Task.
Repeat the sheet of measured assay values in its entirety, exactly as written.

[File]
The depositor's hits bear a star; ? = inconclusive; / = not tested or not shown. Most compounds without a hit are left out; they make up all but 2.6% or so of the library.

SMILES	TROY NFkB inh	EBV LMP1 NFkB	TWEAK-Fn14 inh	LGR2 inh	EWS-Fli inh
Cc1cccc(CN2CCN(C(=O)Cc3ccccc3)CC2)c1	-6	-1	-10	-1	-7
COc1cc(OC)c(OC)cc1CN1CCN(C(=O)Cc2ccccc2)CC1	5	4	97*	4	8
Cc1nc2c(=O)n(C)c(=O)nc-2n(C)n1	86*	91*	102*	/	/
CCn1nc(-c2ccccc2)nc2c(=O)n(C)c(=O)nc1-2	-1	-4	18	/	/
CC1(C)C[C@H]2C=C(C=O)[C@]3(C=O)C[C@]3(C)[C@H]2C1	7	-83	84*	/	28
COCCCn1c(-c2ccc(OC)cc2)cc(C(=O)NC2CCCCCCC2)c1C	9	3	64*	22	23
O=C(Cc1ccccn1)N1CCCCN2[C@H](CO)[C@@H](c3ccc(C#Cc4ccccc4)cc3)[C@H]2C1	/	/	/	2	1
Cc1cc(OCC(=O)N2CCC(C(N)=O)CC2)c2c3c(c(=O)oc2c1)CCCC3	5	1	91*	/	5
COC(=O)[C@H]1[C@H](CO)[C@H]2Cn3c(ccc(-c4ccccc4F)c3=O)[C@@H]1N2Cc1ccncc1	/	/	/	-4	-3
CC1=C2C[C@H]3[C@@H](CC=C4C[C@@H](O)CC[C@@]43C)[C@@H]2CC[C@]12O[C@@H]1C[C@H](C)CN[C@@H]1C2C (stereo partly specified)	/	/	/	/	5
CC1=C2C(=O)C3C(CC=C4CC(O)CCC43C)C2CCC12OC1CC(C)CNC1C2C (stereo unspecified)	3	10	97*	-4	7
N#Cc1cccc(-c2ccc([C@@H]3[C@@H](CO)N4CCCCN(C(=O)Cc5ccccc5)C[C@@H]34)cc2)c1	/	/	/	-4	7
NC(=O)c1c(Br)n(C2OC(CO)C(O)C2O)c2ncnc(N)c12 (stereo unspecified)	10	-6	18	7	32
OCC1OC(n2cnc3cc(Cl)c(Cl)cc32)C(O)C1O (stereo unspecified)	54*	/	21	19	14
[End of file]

The depositor's hits bear a star; ? = inconclusive; / = not tested or not shown. Most compounds without a hit are left out; they make up all but 2.6% or so of the library.

SMILES	TROY NFkB inh	EBV LMP1 NFkB	TWEAK-Fn14 inh	LGR2 inh	EWS-Fli inh
Cc1cccc(CN2CCN(C(=O)Cc3ccccc3)CC2)c1	-6	-1	-10	-1	-7
COc1cc(OC)c(OC)cc1CN1CCN(C(=O)Cc2ccccc2)CC1	5	4	97*	4	8
Cc1nc2c(=O)n(C)c(=O)nc-2n(C)n1	86*	91*	102*	/	/
CCn1nc(-c2ccccc2)nc2c(=O)n(C)c(=O)nc1-2	-1	-4	18	/	/
CC1(C)C[C@H]2C=C(C=O)[C@]3(C=O)C[C@]3(C)[C@H]2C1	7	-83	84*	/	28
COCCCn1c(-c2ccc(OC)cc2)cc(C(=O)NC2CCCCCCC2)c1C	9	3	64*	22	23
O=C(Cc1ccccn1)N1CCCCN2[C@H](CO)[C@@H](c3ccc(C#Cc4ccccc4)cc3)[C@H]2C1	/	/	/	2	1
Cc1cc(OCC(=O)N2CCC(C(N)=O)CC2)c2c3c(c(=O)oc2c1)CCCC3	5	1	91*	/	5
COC(=O)[C@H]1[C@H](CO)[C@H]2Cn3c(ccc(-c4ccccc4F)c3=O)[C@@H]1N2Cc1ccncc1	/	/	/	-4	-3
CC1=C2C[C@H]3[C@@H](CC=C4C[C@@H](O)CC[C@@]43C)[C@@H]2CC[C@]12O[C@@H]1C[C@H](C)CN[C@@H]1C2C (stereo partly specified)	/	/	/	/	5
CC1=C2C(=O)C3C(CC=C4CC(O)CCC43C)C2CCC12OC1CC(C)CNC1C2C (stereo unspecified)	3	10	97*	-4	7
N#Cc1cccc(-c2ccc([C@@H]3[C@@H](CO)N4CCCCN(C(=O)Cc5ccccc5)C[C@@H]34)cc2)c1	/	/	/	-4	7
NC(=O)c1c(Br)n(C2OC(CO)C(O)C2O)c2ncnc(N)c12 (stereo unspecified)	10	-6	18	7	32
OCC1OC(n2cnc3cc(Cl)c(Cl)cc32)C(O)C1O (stereo unspecified)	54*	/	21	19	14